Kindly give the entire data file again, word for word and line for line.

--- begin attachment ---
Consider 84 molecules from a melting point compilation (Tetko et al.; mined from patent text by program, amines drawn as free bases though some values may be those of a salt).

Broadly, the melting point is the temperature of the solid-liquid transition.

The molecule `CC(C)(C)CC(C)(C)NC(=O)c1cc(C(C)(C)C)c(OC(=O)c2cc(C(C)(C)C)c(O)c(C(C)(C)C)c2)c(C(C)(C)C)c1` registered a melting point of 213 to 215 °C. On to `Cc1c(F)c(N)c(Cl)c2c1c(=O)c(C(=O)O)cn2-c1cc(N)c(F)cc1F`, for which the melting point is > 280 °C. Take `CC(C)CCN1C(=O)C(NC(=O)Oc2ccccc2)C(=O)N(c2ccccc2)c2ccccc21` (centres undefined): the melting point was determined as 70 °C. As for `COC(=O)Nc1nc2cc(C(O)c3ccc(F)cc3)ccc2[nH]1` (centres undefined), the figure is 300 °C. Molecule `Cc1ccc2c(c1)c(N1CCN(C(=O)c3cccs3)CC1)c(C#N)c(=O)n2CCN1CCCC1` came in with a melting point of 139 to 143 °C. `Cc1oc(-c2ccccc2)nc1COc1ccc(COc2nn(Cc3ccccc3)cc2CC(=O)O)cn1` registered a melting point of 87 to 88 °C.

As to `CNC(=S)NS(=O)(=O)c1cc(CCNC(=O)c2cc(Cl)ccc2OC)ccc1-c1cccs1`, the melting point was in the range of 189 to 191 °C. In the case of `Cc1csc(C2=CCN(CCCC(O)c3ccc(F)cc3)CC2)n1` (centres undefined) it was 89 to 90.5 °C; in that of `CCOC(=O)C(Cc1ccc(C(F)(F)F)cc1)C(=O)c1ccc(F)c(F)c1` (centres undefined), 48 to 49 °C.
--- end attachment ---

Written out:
Consider 84 molecules from a melting point compilation (Tetko et al.; mined from patent text by program, amines drawn as free bases though some values may be those of a salt).

Broadly, the melting point is the temperature of the solid-liquid transition.

The molecule `CC(C)(C)CC(C)(C)NC(=O)c1cc(C(C)(C)C)c(OC(=O)c2cc(C(C)(C)C)c(O)c(C(C)(C)C)c2)c(C(C)(C)C)c1` registered a melting point of 213 to 215 °C. On to `Cc1c(F)c(N)c(Cl)c2c1c(=O)c(C(=O)O)cn2-c1cc(N)c(F)cc1F`, for which the melting point is > 280 °C. Take `CC(C)CCN1C(=O)C(NC(=O)Oc2ccccc2)C(=O)N(c2ccccc2)c2ccccc21` (centres undefined): the melting point was determined as 70 °C. As for `COC(=O)Nc1nc2cc(C(O)c3ccc(F)cc3)ccc2[nH]1` (centres undefined), the figure is 300 °C. Molecule `Cc1ccc2c(c1)c(N1CCN(C(=O)c3cccs3)CC1)c(C#N)c(=O)n2CCN1CCCC1` came in with a melting point of 139 to 143 °C. `Cc1oc(-c2ccccc2)nc1COc1ccc(COc2nn(Cc3ccccc3)cc2CC(=O)O)cn1` registered a melting point of 87 to 88 °C.

As to `CNC(=S)NS(=O)(=O)c1cc(CCNC(=O)c2cc(Cl)ccc2OC)ccc1-c1cccs1`, the melting point was in the range of 189 to 191 °C. In the case of `Cc1csc(C2=CCN(CCCC(O)c3ccc(F)cc3)CC2)n1` (centres undefined) it was 89 to 90.5 °C; in that of `CCOC(=O)C(Cc1ccc(C(F)(F)F)cc1)C(=O)c1ccc(F)c(F)c1` (centres undefined), 48 to 49 °C.